I was just back from a research trip to Vienna when the phone rang and a friend offered me a part in a major feature film about Gustav Mahler. If it had been the lead role with a credit above the title, I might have given it more than a minute’s thought, but the best I was told I could hope for was a non-speaking part in the scrummage at a high-society orgy. In short, I could have been a Hollywood stud.
The film was Bruce Beresford’s Bride of the Wind and it sank into video oblivion without proper cinema release, weighted by the silliness of its paltry fictions.
It came to mind this morning when someone directed my eye to a Los Angeles Film Festival premiere of Mahler on the Couch, Felix and Percy Adlon’s fancification of the composer’s encounter with Sigmund Freud. You can tell that it’s fiction because Mahler was never on the couch. He met Freud in a small Dutch town in August 1910 and they set off on a four-hour walking cure. The rest can be read in Why Mahler?, newly obtainable on amazon.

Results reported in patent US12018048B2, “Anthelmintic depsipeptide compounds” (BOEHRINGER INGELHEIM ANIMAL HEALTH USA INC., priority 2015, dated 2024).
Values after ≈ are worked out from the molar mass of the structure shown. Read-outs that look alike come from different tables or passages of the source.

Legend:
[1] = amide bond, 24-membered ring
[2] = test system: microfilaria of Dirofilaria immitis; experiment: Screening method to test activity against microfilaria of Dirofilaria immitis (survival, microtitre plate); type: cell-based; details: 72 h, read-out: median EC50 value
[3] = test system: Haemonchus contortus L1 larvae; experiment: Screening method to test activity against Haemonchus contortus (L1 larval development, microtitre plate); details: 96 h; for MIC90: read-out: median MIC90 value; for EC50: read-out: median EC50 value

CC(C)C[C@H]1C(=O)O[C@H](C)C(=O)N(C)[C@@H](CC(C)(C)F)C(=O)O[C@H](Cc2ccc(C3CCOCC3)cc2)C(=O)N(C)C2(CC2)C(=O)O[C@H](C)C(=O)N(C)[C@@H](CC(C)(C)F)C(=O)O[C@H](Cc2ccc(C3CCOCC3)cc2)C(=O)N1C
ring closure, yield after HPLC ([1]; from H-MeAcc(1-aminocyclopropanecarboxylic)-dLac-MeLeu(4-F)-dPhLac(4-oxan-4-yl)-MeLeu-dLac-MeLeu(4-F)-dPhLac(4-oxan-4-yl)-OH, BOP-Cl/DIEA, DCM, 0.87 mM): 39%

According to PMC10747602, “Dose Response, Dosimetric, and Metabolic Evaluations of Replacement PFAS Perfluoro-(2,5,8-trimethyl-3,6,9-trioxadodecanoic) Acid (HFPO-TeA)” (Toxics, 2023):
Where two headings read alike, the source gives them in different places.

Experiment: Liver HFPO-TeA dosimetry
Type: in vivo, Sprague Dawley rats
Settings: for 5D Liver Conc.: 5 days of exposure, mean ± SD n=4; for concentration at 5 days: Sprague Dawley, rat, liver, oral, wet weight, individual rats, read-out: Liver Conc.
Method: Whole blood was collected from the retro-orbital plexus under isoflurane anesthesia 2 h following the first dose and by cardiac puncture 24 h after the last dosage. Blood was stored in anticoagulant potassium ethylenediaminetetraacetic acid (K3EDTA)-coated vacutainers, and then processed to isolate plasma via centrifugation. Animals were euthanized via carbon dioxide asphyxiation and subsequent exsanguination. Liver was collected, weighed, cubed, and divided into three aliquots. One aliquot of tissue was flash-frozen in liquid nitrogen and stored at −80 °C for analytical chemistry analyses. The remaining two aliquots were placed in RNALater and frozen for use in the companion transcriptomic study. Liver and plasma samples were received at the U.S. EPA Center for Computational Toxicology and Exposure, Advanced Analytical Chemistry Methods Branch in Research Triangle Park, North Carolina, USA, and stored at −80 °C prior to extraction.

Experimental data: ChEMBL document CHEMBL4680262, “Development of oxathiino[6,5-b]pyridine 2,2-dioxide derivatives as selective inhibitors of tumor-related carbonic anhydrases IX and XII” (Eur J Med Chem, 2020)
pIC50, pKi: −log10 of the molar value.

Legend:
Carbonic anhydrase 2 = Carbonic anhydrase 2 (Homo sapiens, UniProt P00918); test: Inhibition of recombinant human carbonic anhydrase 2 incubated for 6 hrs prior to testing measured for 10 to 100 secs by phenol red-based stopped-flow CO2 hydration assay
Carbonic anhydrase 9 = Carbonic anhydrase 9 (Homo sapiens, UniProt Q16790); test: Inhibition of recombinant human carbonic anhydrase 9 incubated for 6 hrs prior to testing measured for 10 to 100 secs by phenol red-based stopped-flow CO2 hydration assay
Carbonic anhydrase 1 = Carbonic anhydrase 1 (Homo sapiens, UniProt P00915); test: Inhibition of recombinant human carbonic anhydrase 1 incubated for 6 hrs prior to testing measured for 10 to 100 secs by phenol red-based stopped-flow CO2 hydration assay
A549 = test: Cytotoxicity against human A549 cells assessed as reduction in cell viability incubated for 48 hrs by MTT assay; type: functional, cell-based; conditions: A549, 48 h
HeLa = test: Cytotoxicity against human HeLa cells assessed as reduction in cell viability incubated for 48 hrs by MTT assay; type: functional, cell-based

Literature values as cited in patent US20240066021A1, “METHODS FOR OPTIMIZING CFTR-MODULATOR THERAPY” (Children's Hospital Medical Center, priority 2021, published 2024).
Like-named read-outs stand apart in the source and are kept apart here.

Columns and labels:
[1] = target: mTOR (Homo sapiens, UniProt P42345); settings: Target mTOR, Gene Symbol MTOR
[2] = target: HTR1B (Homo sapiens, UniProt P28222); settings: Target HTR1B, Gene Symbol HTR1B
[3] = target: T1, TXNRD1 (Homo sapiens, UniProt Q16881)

The first critical grab on Mahler on the Couch suggests that it is afflicted by the same silliness as Beresford’s wretched effort. I don’t expect to watch Johannes Silberschneider, Barbara Romaner, Karl Markovics struggle through 101 minutes, and I don’t object on the whole to the fictionalisation of historical incidents, so long as they enlighten us in some way about the human condition. The trouble with most such biofilms is that they are riddled with cliches. I hoped for better from the Adlons, but I fear the worst.
Let me know if you’ve seen it.
You can post reviews either here, or on the Why Mahler? facebook page.